Giving Swann the captaincy makes some sense given that he is the oldest in the team and the most experienced in shorter formats, and therefore will have a better understanding of how to set a field and work with the players strengths and weaknesses. However his appointment seems to directly contradict the selectors initiative of preparing the "young future of English cricket" by giving them authoritative roles and the chance to play in England colours in order to ready themselves for the next world cup. Swann also has the most entertaining personality in the team, and a quote he gave recently about not wanting to captain the side because "I couldn't still be the light-hearted, piss taking guy if I was in a position of authority" speaks volumes. Some have said that because of his personality, Swann won't take the captaincy seriously; I disagree. It's having to change who he is that bothers me the most. Cook, Strauss, Broad; you often feel that these are players who were bred for captaincy. Swann isn't one of these. At the risk of sounding cliched, he's an everyman - a player who works hard but sees nothing wrong in mucking about a bit off the pitch and in between overs. Why should he have to stop this to take on a role that he has spoken about not wanting for two matches that, in the long run, mean nothing?
Without wishing to sound rude, the chances of Swann playing in the next T20 world cup is highly unlikely, therefore giving the captaincy role to one of the younger players would surely have been more practical in the long run. Most surprising of all is the omission of the England Lions captain, and the player most logistically poised to take on Broad's role, James Taylor.
Taylor averages 49.61 in the CB40 championship, and 34 in T20's. He led the England Lions to two victories in the recent one day series against Sri Lanka, scoring 111 from 132 deliveries in the deciding match and outscored several players who were selected ahead of him for the West Indies game. Why is Taylor so consistently overlooked by the selectors? It's obviously not a question of trust; when announced as the Lions captain, Taylor was lauded by the selectors for having a strong and mature head on his shoulders, qualities that any future England captain or player needs to have. Despite his county team finishing bottom of Division Two, Taylor has shone this year in the longer format of the game, and his skill has carried over to the limited overs games, as Leicestershire won the T20 finals only a fortnight ago.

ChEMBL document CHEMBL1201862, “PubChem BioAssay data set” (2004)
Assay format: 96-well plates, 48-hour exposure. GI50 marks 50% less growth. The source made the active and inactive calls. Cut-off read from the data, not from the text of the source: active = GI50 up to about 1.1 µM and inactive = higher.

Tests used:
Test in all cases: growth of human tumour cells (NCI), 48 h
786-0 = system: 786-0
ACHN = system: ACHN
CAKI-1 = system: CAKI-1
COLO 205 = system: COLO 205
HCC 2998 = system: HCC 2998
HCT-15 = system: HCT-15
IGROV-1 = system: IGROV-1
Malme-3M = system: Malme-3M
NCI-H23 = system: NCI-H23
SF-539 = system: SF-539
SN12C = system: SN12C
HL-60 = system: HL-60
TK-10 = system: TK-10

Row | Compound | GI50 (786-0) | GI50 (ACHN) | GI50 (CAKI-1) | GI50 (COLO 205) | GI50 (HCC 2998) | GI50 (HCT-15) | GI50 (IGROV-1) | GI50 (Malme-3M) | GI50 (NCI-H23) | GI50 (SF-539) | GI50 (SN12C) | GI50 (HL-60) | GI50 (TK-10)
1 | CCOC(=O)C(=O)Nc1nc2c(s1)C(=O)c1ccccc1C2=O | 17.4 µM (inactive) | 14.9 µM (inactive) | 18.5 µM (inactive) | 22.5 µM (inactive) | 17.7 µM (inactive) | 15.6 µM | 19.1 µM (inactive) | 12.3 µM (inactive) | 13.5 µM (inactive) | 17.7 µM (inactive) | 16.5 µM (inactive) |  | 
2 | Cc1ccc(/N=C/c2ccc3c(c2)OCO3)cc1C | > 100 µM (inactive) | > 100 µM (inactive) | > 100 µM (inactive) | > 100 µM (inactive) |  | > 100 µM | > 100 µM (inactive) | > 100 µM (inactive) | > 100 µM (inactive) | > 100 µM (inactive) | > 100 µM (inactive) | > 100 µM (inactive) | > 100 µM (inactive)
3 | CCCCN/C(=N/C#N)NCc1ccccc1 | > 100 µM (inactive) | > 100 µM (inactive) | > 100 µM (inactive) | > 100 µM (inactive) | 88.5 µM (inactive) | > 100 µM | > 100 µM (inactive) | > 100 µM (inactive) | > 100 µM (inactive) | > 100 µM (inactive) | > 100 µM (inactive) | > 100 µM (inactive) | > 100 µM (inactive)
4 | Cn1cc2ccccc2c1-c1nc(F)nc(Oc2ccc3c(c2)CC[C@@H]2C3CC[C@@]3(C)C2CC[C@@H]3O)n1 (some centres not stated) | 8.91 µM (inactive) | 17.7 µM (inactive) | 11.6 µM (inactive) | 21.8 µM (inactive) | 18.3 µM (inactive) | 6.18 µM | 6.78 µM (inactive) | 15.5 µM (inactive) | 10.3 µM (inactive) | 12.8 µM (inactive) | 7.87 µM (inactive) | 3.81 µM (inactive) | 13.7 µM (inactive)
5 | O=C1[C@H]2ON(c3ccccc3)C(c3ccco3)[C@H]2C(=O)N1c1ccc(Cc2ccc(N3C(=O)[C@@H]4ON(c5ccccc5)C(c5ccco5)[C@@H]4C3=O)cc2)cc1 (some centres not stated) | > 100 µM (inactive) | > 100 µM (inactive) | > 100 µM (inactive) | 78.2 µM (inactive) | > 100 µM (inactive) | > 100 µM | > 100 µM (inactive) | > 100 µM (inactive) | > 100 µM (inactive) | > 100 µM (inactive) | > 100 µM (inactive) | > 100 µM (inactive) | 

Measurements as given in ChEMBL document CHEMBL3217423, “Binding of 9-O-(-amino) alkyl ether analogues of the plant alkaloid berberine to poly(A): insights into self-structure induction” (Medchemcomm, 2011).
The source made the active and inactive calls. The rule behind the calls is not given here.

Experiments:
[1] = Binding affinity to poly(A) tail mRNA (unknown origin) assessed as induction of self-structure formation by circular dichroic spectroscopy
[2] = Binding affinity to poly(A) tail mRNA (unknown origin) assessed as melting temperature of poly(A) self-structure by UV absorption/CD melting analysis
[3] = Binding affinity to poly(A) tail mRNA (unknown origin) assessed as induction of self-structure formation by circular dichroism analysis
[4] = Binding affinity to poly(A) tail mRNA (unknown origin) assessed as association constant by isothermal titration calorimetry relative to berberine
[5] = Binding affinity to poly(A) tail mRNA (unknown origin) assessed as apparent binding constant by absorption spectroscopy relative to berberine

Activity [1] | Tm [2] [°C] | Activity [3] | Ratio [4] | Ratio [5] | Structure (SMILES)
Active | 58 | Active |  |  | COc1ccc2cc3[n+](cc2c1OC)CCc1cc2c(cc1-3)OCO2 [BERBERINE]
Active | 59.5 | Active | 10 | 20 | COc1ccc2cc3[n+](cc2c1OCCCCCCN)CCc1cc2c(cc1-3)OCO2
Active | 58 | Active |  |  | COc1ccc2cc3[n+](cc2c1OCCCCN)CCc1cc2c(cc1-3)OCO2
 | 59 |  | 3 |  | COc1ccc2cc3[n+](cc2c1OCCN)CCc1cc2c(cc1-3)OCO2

Maybe it is because of Leicestershire's standing in the league that Taylor has been overlooked; the majority of players come from first division teams or the two teams that topped the second division. Warwickshire made a bid for Taylor only a few months ago, which Leicestershire captain Matthew Hoggard derided as "insulting", but as Hoggard pointed out, transferring to a team that has topped division one might improve Taylor's chances of England selection. But why should Taylor have to up sticks just to be in with a sniff of selection? His talent speaks for itself, and that should be enough for the selectors.
Ultimately, though, these T20 games aren't any sort of real competition; they are overhyped try outs to decide who goes to India when the real matches begin. There are some odd inclusions in the side; James Anderson might bowl well on lovely green English pitches but his struggles in the sub-contient have been well documented, and the four pronged spin attack and three wicket keepers implies that the selectors are taking a pick and mix approach to the T20 side. Equally, there are some shrewd inclusions - Alex Hales, Jonny Bairstow and Jos Buttler have all shone for their counties this season, particularly in the short format. There are ups and downs to having a bowler as a captain, just as there are ups and downs to having a young team with a few 'veterans' thrown in for good measure. The real worry is the constant shifting about of the squad; with so few T20 games scheduled, there seems to be hardly any time for the team to gel before jetting off to India, or indeed the next World Cup. Only time will tell how well this team can perform.